Once the popular catchphrase sports anchor who did more than his part to popularize ESPN’s Sports Center in the 90s alongside Keith Olbermann, Patrick has an overwhelmingly popular gig of his own with the Dan Patrick Show, a three-hour sports based radio show that isn’t afraid to cross over and delve into all things pop culture. In any one show, Patrick and his four male costars, aptly titled “The Danettes,” can easily and humorously move through a variety of topics from the veteran running-back market in the NFL to last night’s “heavy” episode of Entourage to Charlie Sheen’s recent UCLA baseball pep talk. Patrick’s honest humor, wit, banter and range of guests and topics make the show worth waking up to every weekday morning.
Last week, Patrick celebrated the second anniversary of broadcasting the simulcast show on television, which offers an inside-look at what running the radio show looks like from the vantage point of a number of HD cameras set up in his Milford, Conn., “Man Cave” radio studio. The show now has a weekly radio and TV audience of more than 2 million, according to a recent story in The Los Angeles Times, and more than 2.5 million if you figure in those watching online. These are impressive numbers for a radio show that started in an attic.
After a fallout with his ESPN bosses in 2007, Patrick soon decided that he wanted a radio show of his own and, as he told The Los Angeles Times, he wanted a show that simply focused on friends hanging out and discussing sports. No crazy special effects. No macho yelling and screaming into a microphone. Just a group of buddies hanging out, working together, talking sports.
Instead of a panel of friends onstage with microphones (like The View), Patrick decided that the show would work best if his friends were actually producing the show. The show’s executive producers Paul Pabst and Todd Fritz along with operations director Patrick “Seton” O’Connor and the show’s blogger Andrew “McLovin” Perloff, who doubles as a writer for Sports Illustrated, not only work on the technical aspects of the show, they are also Patrick’s costars, as “The Danettes,” each bringing his own interests and personality to the show and, together, creating a program that seems very similar to what's going on in living rooms, garages and sports bars around the country when friends get together to drink beer and talk sports, movies, music and women.
“Fritzy coughs on the air at times, McLovin forgets his microphone is on, Seton will act like he’s ready to say something and he’s not.... it’s an honest show, it’s not manipulated,” Patrick said in The Times.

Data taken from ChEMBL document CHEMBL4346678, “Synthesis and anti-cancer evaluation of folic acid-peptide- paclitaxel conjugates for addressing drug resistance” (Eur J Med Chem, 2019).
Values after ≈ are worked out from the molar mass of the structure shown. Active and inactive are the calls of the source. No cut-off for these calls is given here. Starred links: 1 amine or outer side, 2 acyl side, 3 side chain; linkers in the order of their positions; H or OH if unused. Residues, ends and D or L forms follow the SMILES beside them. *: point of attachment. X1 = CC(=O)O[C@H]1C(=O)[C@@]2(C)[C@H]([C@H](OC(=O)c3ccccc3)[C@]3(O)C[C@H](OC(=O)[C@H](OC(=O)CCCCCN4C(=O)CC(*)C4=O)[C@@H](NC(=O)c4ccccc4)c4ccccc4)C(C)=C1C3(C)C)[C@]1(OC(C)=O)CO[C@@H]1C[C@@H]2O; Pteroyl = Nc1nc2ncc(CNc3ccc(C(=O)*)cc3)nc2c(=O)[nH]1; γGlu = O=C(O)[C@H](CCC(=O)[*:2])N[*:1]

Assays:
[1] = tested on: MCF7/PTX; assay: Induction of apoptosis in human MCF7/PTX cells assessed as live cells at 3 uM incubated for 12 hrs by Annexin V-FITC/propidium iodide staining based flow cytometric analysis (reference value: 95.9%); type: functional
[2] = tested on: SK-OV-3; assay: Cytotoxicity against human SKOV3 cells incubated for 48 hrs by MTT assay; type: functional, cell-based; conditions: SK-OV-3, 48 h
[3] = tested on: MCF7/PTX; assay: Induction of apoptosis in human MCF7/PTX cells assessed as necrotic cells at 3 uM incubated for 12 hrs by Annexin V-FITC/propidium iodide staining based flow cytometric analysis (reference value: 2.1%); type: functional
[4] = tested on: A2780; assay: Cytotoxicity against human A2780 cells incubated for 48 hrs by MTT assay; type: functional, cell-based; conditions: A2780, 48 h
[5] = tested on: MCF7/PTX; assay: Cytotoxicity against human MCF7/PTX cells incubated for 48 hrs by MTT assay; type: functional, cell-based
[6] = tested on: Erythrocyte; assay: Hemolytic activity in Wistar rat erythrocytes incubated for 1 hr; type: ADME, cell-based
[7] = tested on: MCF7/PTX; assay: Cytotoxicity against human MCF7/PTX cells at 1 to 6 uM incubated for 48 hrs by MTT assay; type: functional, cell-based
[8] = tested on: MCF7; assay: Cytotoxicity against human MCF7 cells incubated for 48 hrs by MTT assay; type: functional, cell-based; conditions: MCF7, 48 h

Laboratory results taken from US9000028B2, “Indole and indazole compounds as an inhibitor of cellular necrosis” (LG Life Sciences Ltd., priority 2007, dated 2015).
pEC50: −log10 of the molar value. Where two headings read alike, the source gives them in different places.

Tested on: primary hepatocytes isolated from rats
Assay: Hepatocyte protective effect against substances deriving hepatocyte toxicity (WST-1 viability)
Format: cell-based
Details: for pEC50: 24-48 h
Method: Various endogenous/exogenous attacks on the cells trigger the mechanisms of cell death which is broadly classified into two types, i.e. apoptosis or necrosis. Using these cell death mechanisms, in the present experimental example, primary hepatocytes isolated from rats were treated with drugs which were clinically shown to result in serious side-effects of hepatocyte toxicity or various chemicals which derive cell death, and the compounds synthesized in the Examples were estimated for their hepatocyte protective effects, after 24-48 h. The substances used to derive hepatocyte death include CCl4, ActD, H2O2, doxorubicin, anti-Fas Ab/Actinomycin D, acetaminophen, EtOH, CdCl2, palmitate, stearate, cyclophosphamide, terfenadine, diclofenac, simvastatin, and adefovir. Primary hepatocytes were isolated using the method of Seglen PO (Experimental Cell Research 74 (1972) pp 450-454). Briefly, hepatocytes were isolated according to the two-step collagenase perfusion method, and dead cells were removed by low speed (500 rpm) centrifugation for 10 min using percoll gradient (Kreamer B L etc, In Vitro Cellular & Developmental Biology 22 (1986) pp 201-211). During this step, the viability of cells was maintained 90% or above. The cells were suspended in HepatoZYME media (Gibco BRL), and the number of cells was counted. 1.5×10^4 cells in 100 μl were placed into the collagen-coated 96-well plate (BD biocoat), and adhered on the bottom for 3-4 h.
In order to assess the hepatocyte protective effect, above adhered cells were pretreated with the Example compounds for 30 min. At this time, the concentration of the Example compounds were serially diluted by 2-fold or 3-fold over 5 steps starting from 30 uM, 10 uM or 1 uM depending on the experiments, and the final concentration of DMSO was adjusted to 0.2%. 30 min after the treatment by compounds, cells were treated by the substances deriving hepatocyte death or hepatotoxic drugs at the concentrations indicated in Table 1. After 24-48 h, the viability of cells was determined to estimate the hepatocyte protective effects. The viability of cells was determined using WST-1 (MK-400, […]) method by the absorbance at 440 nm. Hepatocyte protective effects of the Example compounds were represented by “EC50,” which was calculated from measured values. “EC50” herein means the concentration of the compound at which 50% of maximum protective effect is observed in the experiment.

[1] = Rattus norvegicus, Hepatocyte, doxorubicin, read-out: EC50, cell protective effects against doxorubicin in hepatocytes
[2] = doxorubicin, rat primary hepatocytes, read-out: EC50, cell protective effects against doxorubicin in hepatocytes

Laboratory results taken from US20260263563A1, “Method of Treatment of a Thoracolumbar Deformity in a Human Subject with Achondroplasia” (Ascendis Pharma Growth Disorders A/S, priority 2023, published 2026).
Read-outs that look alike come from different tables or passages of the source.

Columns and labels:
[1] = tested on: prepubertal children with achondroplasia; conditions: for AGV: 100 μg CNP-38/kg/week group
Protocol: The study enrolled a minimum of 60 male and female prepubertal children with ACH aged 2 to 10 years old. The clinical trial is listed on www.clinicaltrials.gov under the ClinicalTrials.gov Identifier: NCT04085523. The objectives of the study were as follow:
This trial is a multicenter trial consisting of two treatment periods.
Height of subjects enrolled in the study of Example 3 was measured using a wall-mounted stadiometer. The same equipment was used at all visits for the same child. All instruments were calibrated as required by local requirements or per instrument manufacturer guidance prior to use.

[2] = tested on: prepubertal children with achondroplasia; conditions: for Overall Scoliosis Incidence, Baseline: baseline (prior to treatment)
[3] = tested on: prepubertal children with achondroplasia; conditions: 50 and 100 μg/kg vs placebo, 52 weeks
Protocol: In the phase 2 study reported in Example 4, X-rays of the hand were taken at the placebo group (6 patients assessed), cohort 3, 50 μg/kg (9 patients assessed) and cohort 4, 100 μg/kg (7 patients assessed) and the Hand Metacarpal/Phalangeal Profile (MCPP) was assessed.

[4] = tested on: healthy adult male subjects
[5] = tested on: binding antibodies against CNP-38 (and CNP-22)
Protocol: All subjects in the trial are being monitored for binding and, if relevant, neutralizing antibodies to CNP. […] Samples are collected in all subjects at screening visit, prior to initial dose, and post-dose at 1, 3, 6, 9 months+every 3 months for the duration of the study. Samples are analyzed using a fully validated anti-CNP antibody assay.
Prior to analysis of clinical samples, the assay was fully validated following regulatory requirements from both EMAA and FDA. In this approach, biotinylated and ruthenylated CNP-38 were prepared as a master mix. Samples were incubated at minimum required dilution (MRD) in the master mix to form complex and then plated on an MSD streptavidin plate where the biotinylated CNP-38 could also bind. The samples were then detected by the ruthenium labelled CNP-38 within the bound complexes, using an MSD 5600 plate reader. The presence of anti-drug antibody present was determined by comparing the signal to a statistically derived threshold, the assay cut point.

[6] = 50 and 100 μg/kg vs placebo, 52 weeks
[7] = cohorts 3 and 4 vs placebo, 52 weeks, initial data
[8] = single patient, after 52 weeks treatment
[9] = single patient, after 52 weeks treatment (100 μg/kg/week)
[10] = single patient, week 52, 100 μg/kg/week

With his crew in place and little monetary backing, Patrick and “The Danettes” launched the radio show from Patrick’s attic. Less than two years after broadcasting from the attic, the satellite TV giant, DirecTV decided it wanted to get into radio broadcasting and that the Dan Patrick Show would be the right fit.
The first thing DirecTV did was to get Dan and the boys out of his attic and into a dream-like radio studio specially built for the show, called the Man Cave. Complete with a fireplace, full bar, basketball hoop, leather couches, and a golf simulator, the studio really is the stuff dreams are made of. (I could hole up in the Man Cave for an entire winter and not think twice about never stepping a foot outside.) The place is also chock full of sports and Hollywood memorabilia, including blown-up covers of Sports Illustrated Swimsuit Issues, various jerseys and even one of Turtle’s bongs used in Entourage. It’s a place most men and a lot of women would love to hang out for awhile, and that’s just what Dan and the “Danettes” do every morning.
During radio commercial breaks, cameras continue to roll and catch the boys talking off-air, in a kind of a behind-the-scenes look at a radio show. Often you will hear Dan critiquing the way he interviewed the previous guest, or giving a ton of grief to Fritzy for a lack of guests. It’s a bunch of good banter mixed in with guest athletes, musicians, supermodels and Hollywood stars. The conversations are real and it’s really entertaining.
In the world of Disney-fied sports TV and radio shows that are inundated with special effects, special sounds, sirens, flashing lights, expert insiders and neon colored studios, it’s nice to see a sports show get back to what’s important: Real people (and all their flaws) having a good time talking sports.
These guys have figured out a way to deliver the show in a variety of formats, as well, which is great when you are stuck in a box canyon in western Colorado. The radio show, if you're close enough to Grand Junction, can be heard from 7-9 a.m. on KTMM-AM 13407. For those who have an XM Radio subscription, you can catch all three hours of the show starting at 7 a.m. on the Fox Sports Radio channel. The TV simulcast of the show is on Root Sports Rocky Mountain as well as DirecTV's Audience Network channel.
And if none of those work for you, or the timing is a bit early, you can download podcasts of the show at iTunes or at the show’s website danpatrick.com.